Ed's AV Handbook.com
Home Theater & High Fidelity Stereo Audio


Chapter Ten
AV Business & Marketing

Page 3

Batting practice for the audio/video pro and a primer for the novice
 


  Site Menu
  Home Page
  Ed's AV Blog & NEWS

  Handbook Chapters
  Chap 1    AV Terminology
  Chap 2    Physics
  Chap 3    Audio
  Chap 4    Video
  Chap 5    The AV System Sequence
  Chap 6    The Room, Speaker, & TV
  Chap 7    Acoustical Strategy
  Chap 8    Home Theater by Design
  Chap 9    Sales Training

 About Ed
 Contact Ed

 Privacy Statement
previous < 1 - 23 - 4 - 5 > next

Implement the plan
          Hit the street with your marketing tactics.  Produce your product/service.  
Launch your promotional campaign to generate the leads, that generate presentations,
that generate closes, which generates sales.  
Keep this cycle in motion:

Promotion > Leads > Presentations > Closes > Sales > return to Promotion

          Follow up all sales with a thank-you phone call and letter.  
Seek customer feedback.
Re-examine your competitive edge.  
Continually ask, "How can I produce our product or service at a lower cost while maintaining or improving quality?"

Assess & adjust the plan
         Give your business/marketing plan ample time to perform and then ask;
"Is the plan working?"
 The answer lies in a 'macro' and 'micro' audit of your business data.

The macro audit

          Your assessment begins with the macro numbers of the 'Profit & Loss Statement' and
the 'Balance Sheet'.  The P&L assesses profitability.  The Balance Sheet measures
financial capacity and strength.
 
The profit & loss statement
          The Profit & Loss
Statement is the undisputed bottom line.  The P&L computes the total revenue collected less the total incurred costs.  
This computation answers the question,
"Are you making money?"


Budget vs actual
          Use the P&L computational concept to produce a
budget.  This requires a sales projection with a projected profit & loss statement.  (The projections are your best guess.)  Your budget is the projected operating expenses.
         Actual P&L results that deviate from the budget should be scrutinized.  Keep in mind that lower than budgeted expenses are not necessarily a good situation.  For example; lower than budgeted promotional expense may be due to a failure to execute an advertising campaign. Lower than budgeted payroll may lead to a loss of personnel.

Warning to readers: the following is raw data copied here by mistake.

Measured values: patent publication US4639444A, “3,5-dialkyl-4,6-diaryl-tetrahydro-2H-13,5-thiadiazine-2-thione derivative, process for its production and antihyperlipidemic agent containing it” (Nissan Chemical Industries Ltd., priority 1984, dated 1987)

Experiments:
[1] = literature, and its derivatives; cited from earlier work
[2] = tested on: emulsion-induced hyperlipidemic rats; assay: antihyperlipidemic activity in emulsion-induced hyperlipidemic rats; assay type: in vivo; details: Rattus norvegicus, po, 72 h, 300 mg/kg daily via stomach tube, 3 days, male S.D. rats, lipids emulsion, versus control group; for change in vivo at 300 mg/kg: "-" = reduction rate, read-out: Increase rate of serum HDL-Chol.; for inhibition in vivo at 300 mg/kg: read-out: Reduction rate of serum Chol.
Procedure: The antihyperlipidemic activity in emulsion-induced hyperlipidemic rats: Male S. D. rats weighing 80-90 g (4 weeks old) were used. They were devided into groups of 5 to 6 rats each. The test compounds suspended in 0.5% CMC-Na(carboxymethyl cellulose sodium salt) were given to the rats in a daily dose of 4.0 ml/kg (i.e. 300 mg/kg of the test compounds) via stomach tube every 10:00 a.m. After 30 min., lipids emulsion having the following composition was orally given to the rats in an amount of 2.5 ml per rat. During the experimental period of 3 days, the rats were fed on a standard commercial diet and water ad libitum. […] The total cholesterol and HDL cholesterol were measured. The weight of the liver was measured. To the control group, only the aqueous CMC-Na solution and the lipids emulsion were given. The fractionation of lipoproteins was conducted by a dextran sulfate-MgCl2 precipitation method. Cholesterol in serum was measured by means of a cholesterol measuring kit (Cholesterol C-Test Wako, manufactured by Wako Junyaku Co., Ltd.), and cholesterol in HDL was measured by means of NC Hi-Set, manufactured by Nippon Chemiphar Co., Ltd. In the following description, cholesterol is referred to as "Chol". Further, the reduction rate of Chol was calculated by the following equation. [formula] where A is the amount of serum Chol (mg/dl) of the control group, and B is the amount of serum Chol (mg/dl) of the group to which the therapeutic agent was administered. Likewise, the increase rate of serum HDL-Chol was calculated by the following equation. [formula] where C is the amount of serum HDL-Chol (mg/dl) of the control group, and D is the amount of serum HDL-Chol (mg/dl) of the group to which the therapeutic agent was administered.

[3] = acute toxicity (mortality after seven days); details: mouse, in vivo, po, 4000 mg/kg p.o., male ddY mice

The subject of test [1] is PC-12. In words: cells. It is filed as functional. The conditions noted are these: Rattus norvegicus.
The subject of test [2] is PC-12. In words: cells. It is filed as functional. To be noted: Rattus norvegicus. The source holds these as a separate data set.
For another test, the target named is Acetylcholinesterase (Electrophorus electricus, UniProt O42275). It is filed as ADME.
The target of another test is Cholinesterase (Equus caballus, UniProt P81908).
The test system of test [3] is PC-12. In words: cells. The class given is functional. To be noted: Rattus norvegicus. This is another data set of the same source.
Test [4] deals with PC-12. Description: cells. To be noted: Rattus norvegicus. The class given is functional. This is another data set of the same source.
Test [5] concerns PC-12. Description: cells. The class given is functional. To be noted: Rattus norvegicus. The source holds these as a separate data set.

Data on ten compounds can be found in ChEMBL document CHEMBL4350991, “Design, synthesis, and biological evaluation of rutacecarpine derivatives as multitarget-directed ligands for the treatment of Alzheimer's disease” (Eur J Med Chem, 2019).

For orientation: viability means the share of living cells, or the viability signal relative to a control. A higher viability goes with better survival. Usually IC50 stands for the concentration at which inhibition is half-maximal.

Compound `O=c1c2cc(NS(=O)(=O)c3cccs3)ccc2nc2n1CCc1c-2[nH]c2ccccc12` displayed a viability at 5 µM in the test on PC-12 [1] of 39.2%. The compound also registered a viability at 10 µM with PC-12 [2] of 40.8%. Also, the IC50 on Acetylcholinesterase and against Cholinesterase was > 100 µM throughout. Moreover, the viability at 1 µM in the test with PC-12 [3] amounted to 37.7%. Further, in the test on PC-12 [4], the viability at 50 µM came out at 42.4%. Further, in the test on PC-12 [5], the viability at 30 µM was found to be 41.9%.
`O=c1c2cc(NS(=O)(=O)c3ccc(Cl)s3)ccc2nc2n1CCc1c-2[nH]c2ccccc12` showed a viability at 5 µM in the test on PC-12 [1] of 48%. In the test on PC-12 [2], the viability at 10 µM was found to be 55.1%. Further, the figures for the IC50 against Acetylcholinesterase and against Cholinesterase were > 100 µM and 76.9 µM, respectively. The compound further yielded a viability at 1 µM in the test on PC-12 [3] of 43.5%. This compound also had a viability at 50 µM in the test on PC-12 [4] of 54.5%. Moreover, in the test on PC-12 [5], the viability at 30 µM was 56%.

Inventory management
          Use the P&L to manage inventory.  Adequate levels of inventory (the principal consumer of cash) must be maintained to fuel sales.  Manage inventory purchases with an "Open to Buy" budget.  The "Open to Buy" is equal to the projected cost of goods sold less the actual inventory on hand.  Allocate this budget on a monthly or quarterly basis.

          Assess the use of inventory cash with the financial yardstick of 'inventory turnover'.
This is the number of times you annually sell and replace inventory
.  Inventory turns are calculated by dividing the cost of goods sold by the average monthly inventory level.  
Your turnover goal should be within the industry
average for consumer electronics retailers of 4 to 9 turns per year.

The balance sheet
          The Balance Sheet is an inventory of what a business owns and what it owes - its’ assets and liabilities.    


Fixed vs liquid assets

            An asset can be fixed or liquid.  Cash is liquid.  A light fixture is not.  The faster an item can be converted to cash the more liquid it is.   Hot selling items are liquid.  Dead inventory is not.
 

Long term vs current liabilities
            A liability can be current or long term.  A current liability is a note or invoice that is due soon -- as in 30, 60 or 90 days.  A long-term liability has terms described in years not months.


Business oil pressure
           Somewhat analogous to an oil pressure gauge, use the balance sheet to assess your cash flow pressure health via the Current Ratio or the Acid Test.
           The
Current Ratio is the ratio of the liquid assets -- (cash, inventory, and accounts receivable) -- to current liabilities.  
           The Quick Ratio
or Acid Test is the ratio of cash, account receivables, and short-term investments to current liabilities.

            Industry standards for specialty retail stores are 2.2 for a Current Ratio and more than 1 for the Acid Test.  
           
Think of these ratios as the power supply specs of the business.  A power supply that establishes the asset-voltage-pressure and cash-flow-amperage to drive the system.  Each test exposes the capability of a business to meets its financial obligations.

Owners equity
          Finally, the value of the owners' stake in the company -- owners equity -- is computed by taking the difference between the assets and the liabilities.  It’s the balance of the balance sheet.  The industry standard of predictable owner equity health for a specialty retailer is a factor of 0.485 times the total assets.

Handbook Note:  
Do not over scrutinize the operating expenses and hound staff about thermostat settings at the expense of larger issues such as inventory management. Why count pennies while more significant dollars are being ignored?

previous < 1 - 23 - 4 - 5 > next




































Ed's AV Handbook.com
Batting Practice for the AV Pro and a Primer for the Novice.
Copyright 2007 Txu1-598-288   Revised 2018